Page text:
Carntogher group given £500k to save woodland site

The site at Drumnaph woodlands is described as a 'wildlife haven'.
The site at Drumnaph woodlands is described as a 'wildlife haven'.

OVER £500k in conservation funding has been given to Carntogher Community Association to buy 130 acres of woodland near Maghera.

The Heritage Lottery Fund has announced they are providing £512,000 to save part of the remaining six per cent woodland cover in Northern Ireland. A further £250,000 is being provided by the Northern Ireland Environment Agency.

The 130 acres of land at Drumnaph contains ecologically significant habitats and trees dating back to the 1600’s, but also includes two iron age forts.

The new site is situated adjacent to the Drumnaph woodland site, which was acquired and is managed by the Woodland Trust with previous grants from HLF. This project will create a larger publically accessible woodland site and secure the future of the trees and rich heritage of the site.

Niall O’Kane director of, Carnatogher Community Association said: “This is a dream come true for the local Community Association. This is a grass-roots, community-driven project that will provide the opportunity for the entire community to get involved in a landmark heritage project over the coming years.

“This will bring the size of the Drumnaph reserve to over 200 acres, giving a critical mass of inter-linked habitats that will ensure the long-term sustainability of the reserve. The involvement of the wider community in developing access and managing the reserve will also help develop the sense of community ownership, further under pining its long-term sustainability for generations to come.”

Described as a wildlife haven, the woodland site is home to sparrowhawks, buzzards, otters, Irish hare, and wading birds including lapwing, curlew and snipe.

A fifth of the land is important woodland, the rest containing ecologically significant habitats such as grazing meadows, wetlands, river bank habitats and rare quaking bog which is listed in the Habitats Directive.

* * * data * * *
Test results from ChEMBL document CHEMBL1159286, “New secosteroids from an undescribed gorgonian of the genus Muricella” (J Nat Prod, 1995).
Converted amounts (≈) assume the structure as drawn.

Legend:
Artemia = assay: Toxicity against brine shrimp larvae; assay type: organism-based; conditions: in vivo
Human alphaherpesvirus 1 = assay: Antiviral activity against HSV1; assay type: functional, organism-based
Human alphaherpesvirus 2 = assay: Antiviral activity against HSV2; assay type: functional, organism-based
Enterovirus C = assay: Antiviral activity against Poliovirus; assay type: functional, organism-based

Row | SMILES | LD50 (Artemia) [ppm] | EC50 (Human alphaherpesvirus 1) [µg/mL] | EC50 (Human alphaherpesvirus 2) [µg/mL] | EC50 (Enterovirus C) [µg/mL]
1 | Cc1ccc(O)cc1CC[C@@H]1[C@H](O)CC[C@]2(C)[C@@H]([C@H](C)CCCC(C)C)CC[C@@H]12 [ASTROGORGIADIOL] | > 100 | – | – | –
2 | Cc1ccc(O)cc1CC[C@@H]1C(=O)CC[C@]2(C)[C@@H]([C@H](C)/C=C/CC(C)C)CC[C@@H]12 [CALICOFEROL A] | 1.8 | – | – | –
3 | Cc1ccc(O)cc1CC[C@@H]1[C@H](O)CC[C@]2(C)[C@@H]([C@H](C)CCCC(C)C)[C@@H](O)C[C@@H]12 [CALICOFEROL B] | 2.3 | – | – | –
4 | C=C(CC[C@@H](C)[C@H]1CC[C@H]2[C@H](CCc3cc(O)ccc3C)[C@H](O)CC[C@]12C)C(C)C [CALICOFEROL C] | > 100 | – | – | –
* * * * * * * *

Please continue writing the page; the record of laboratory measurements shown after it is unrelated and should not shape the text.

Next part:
The directive is the cornerstone of Europe’s nature conservation policy, aiming to protect over 1000 animals and plant species, and over 200 habitat types. The scheme will also train school children, students and new volunteers to carry out research and help conservation in the area in addition to 90 volunteers already registered.

Head of the Heritage Lottery Fund Northern Ireland, Paul Mullan, commented on the funding: “This woodland was at significant risk of destruction if it had not been purchased by CCA. We are pleased to be able to help secure the future of site and consolidate our earlier investment in the biodiversity of Drumnaph. CCA have recognised the importance of linking people back to their heritage and this project will not only equip volunteers with ecological conservation skills but will also provide a good practice model for community management of woodland, wetland, and grazing habitats”.

SDLP councillor Kate Lagan praised the Commuity Association’s achievement. She said: “I am delighted the group has managed to get this money, they already do great work in Drumnaph to preserve the area and I wish them success with this undertaking.”